Tell Me About That Album: The Kaleidoscope by Lemolo

Selling out two shows at the Columbia City Theater might not be a big deal for an established band on a big label, but for an unsigned duo from the tiny town of Poulsbo, Washington, it's pretty major. Then again, Meagan Grandall and Kendra Cox, who make up Lemolo, have always had lofty ambitions for their dreamy, piano-driven indie pop. The band quickly earned lots of attention from the Seattle music scene, including gigs opening for The Head and the Heart, as well as slots on Bumbershoot and the Dave Matthews Band Caravan Festival. We chatted with Grandall about the band's rise to success, the process of making their first record and where they hope it will take them. Lemolo play the Columbia City Theater on June 29th and 30th.

First albums can be weird and sometimes unfocused because they're made up of all this material since you first began playing as a band. Did you guys talk at all beforehand about how to make it more focused? We did talk about it before. Going into it, a lot of the songs felt disconnected and we were a little worried about that. But we worked really hard to add in things like backing vocals that have a really similar tone, or where the feel is similar so that as you're listening there's these reoccurring themes or sounds that you hear. We used a lot of tambourines and jingle bells. The Kaleidoscope came from that. We were talking about how all these songs are beautiful separately but when you put them together you get this whole package that feels more cohesive.

Can you talk a little about the process of paying for the album and deciding on a producer? We started talking about the record about a year and a half ago with Shawn Simmons. That's who we produced and recorded the record with and he was kind of our magic man. It's been about a year and a half since it was in our brain. The recording process alone was almost a year. Paying for it was a big challenge. We didn't do a Kickstarter campaign or anything. Most of it came out of Meagan's personal money and the band fund. All the money we make at shows is going into paying for the record, but it's expensive to make a record -- especially on your own.

It's pretty amazing to be able to sell out two shows at the Columbia City Theater before your first record is even out. What wisdom can you impart to other local bands about building a following? First of all, thanks for the compliment. As far as building a fan base in Seattle, we have a lot of people to thank. Kevin Sur, who runs Artist Home and books for Doe Bay has been a huge, huge help to us as far as booking goes. We have a lot of bands to thank too. The Head and the Heart booked us on a couple of shows with them that really, really pushed us past the point we had ever been before. About a year ago, we played at Neumos with them and it was a sold out show and we'd never played a sold out show. We'd only played Neumos once before to maybe like 50 people. You have to find those people who can be mentors and who have been through it and pick those brains. I think that's something we're really good at doing.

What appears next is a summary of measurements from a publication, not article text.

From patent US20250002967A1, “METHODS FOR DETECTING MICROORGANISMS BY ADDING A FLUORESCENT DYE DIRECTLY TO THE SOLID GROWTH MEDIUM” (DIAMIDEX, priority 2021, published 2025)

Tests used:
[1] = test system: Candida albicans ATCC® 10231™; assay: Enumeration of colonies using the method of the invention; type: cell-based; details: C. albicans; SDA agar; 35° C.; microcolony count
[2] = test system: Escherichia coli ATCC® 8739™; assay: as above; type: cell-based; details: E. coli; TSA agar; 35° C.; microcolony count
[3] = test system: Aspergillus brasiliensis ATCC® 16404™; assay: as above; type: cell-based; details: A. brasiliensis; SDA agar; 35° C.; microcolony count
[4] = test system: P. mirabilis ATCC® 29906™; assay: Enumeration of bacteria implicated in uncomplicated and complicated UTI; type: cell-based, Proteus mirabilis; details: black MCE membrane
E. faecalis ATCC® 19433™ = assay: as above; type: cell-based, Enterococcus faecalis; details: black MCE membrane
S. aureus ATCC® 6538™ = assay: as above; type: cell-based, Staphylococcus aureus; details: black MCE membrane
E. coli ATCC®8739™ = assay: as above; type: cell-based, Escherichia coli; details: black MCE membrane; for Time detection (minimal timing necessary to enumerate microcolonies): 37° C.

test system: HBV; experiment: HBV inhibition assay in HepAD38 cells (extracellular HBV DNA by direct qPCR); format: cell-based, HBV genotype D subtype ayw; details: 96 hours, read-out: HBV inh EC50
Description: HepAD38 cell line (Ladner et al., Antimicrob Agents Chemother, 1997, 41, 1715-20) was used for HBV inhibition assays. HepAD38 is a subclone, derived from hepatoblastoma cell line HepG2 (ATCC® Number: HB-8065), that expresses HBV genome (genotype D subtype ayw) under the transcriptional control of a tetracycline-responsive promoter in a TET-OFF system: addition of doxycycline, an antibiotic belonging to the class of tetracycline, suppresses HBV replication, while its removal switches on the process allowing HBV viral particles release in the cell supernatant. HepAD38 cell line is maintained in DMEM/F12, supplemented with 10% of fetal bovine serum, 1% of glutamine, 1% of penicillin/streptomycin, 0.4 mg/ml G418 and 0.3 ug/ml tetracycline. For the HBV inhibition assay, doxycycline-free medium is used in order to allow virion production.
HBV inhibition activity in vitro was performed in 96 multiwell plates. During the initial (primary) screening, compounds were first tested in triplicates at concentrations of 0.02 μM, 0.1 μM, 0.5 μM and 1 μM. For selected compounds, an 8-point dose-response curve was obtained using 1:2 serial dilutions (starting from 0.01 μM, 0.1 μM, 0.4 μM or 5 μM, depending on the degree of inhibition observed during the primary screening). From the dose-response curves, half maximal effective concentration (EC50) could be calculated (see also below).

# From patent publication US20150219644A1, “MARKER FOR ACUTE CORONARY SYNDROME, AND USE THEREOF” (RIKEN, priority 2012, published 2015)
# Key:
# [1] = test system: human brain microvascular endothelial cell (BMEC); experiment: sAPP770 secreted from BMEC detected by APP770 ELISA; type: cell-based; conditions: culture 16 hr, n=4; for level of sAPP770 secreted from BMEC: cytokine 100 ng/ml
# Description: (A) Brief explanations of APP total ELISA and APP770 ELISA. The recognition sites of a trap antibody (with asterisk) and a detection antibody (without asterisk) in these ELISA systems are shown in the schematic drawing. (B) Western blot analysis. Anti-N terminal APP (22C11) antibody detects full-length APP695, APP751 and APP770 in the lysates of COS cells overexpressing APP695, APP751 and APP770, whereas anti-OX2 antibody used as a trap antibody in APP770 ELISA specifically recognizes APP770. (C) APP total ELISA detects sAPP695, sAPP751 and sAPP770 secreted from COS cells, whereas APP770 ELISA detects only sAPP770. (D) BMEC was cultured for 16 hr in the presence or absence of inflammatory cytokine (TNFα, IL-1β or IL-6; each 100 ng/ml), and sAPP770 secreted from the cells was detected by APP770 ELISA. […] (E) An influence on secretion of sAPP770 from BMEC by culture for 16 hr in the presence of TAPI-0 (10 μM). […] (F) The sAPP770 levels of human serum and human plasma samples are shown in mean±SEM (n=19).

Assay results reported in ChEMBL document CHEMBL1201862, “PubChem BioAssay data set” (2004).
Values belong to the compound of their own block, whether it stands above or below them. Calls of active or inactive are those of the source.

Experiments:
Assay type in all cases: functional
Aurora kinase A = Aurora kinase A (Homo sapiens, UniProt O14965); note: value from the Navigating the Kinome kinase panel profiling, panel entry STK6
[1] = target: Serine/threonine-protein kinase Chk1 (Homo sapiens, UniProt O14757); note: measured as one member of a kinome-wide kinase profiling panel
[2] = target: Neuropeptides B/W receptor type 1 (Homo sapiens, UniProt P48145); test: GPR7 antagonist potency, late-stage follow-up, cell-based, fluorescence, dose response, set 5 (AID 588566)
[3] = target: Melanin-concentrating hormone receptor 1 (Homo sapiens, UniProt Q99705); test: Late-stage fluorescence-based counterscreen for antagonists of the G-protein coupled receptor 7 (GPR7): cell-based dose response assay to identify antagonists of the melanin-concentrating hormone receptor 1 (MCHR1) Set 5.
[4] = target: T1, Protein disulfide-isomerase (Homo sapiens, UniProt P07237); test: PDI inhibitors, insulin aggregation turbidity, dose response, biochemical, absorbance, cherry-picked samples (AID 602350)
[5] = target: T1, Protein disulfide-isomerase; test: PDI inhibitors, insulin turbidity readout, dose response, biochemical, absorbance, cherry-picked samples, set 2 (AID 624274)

Are there any guest musicians on the record? Nope, it's just me and Meagan the whole way through. I think there's one song where Shawn Simmons snaps his fingers.

How will you gauge the success of the record? Are there personal benchmarks for the two of you? I work a part-time job and Meagan now works full-time for the band. She's the manager basically. Ideally I'd love to get to a point where I can quit my job and be focusing on the band. Another benchmark would be to have it be picked up by a label. We would be ecstatic. And the third benchmark would be to go on a really extensive national tour. I think sometimes when we tell people this, they're like, "Wow, you're expecting a lot." But I believe in setting yourself up for it and if you really go for it you can get it. It's just a lot of hard work getting there.

Did you shop the record before deciding to release it yourselves? Not really. We sort of came to the conclusion that we really wanted to get it out and we didn't want to wait and that our fans didn't want to wait. There have been lots of bands who put records out and then get picked up and I think that it's possible so we made the executive decision to just do this and keep moving forward. We felt like if we waited and waited for something to pop up, that wouldn't necessarily be moving forward, which is something we always try to do.

Is there a band or bands that you'd like to model your career after? In Seattle, I'd say we definitely look up to the Head and the Heart. They are so kind and they've done a lot of good things for a lot of people. To me, that is the true essence of doing it right -- really paying it forward. With all the success they've gotten, they've taken so many local bands on tour with them. We went on tour with them. They're taking Bryan John Appleby out, Curtains for You. That's really inspiring to us. As far as more national acts, I think a band that is really inspirational to us is Warpaint. They put out a five-song EP and toured with it for like a year, which I think is incredible. They really built their sound up and put out a full-length record which was totally different. I always think that's an interesting leap and can be really risky. They're just really cool, badass girls and they stand for cool stuff.

Do you guys have special things planned for the record release shows? A lot of secrets! We really just want it to be a big party. I want everyone there to have so much fun. The bands we picked I'm really excited about and they're bands that I think are just incredible. Sometimes I think, "Why are they opening for us?" This is our first real headlining show where we're in control of a lot of stuff and that's new for us. And really humbling.

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